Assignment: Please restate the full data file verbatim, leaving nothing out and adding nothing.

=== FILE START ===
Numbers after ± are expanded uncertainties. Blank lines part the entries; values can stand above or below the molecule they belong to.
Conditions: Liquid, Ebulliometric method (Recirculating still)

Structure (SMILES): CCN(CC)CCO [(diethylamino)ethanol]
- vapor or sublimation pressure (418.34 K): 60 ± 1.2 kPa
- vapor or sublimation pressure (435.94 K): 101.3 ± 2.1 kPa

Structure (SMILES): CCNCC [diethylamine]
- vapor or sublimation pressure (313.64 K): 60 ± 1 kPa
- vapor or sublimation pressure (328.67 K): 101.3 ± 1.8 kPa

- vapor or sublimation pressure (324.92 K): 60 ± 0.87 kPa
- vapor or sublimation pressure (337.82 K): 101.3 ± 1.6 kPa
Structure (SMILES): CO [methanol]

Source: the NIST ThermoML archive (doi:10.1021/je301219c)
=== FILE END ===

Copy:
Numbers after ± are expanded uncertainties. Blank lines part the entries; values can stand above or below the molecule they belong to.
Conditions: Liquid, Ebulliometric method (Recirculating still)

Structure (SMILES): CCN(CC)CCO [(diethylamino)ethanol]
- vapor or sublimation pressure (418.34 K): 60 ± 1.2 kPa
- vapor or sublimation pressure (435.94 K): 101.3 ± 2.1 kPa

Structure (SMILES): CCNCC [diethylamine]
- vapor or sublimation pressure (313.64 K): 60 ± 1 kPa
- vapor or sublimation pressure (328.67 K): 101.3 ± 1.8 kPa

- vapor or sublimation pressure (324.92 K): 60 ± 0.87 kPa
- vapor or sublimation pressure (337.82 K): 101.3 ± 1.6 kPa
Structure (SMILES): CO [methanol]

Source: the NIST ThermoML archive (doi:10.1021/je301219c)